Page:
I want to also speak to the importance of individuals in the community speaking to each other. Imagine being in hospital 10 to 20 times a month to get a blood transfusion. What does that do? That decreases a person's ability to go to school every day. It decreases people's ability to get good, stable employment. That decreases people's quality of life. If that happens, I assume these individuals need support. They need a community. They need, as they say, a village to help them in their suffering, in the transition they have with their family and their loved ones who are going through the condition.

It might be that a friend from school is able to bring homework home. It might be that individuals are able to get a hot meal from someone who shares that. It might be the fact that individuals are able to just breath for five minutes, because they are taking care of a child who is in exceptional pain.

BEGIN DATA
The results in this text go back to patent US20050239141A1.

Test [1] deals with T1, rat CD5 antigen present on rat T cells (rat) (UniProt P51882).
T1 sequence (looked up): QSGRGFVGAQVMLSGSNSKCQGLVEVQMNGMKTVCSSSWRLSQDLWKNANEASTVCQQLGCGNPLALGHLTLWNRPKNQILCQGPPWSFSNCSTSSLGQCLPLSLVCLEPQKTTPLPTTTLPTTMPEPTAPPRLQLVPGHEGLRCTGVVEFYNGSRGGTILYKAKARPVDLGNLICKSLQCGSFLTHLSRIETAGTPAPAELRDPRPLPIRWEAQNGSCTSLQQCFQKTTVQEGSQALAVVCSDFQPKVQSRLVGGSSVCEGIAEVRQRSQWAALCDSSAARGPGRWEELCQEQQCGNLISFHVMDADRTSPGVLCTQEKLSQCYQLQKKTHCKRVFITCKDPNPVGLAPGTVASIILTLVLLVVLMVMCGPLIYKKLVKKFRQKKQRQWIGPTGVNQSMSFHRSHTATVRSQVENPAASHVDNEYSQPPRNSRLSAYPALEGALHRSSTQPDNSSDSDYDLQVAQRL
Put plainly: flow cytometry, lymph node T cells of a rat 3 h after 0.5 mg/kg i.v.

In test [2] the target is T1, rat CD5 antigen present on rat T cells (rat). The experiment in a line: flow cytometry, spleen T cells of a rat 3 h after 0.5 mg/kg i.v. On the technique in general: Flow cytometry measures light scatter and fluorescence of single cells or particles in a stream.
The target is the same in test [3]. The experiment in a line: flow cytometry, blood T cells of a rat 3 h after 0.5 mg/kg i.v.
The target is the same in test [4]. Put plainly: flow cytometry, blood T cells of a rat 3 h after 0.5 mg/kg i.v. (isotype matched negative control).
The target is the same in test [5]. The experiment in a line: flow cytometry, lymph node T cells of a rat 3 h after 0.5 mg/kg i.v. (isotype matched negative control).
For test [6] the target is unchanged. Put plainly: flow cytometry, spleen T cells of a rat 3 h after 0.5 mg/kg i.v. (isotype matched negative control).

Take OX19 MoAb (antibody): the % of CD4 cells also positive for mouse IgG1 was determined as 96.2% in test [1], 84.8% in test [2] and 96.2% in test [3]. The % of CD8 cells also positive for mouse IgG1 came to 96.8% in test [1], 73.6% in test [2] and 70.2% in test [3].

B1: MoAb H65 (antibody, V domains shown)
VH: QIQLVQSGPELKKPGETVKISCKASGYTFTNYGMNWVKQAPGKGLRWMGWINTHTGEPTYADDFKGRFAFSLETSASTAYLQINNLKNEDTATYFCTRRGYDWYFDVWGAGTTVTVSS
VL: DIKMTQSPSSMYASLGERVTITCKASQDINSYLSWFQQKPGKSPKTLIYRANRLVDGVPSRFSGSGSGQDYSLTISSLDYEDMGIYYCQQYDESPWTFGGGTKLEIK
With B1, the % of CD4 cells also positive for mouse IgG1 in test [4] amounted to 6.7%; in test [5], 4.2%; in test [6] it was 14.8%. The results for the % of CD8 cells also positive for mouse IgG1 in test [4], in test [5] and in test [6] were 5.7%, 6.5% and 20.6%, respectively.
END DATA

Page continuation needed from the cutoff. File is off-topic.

Again, this bill and this day, June 19 would allow parents and loved ones the reprieve and the respite to say that they need help, or that they have this condition, or their sons or daughters or love ones have this condition.

Before I close, I want to give special kudos and shout-outs to the organizations that were mentioned by many of us today: the Sickle Cell Disease Association of Canada, the Sickle Cell Disease Association of Nova Scotia, and in particular, the Sickle Cell Association of Ontario.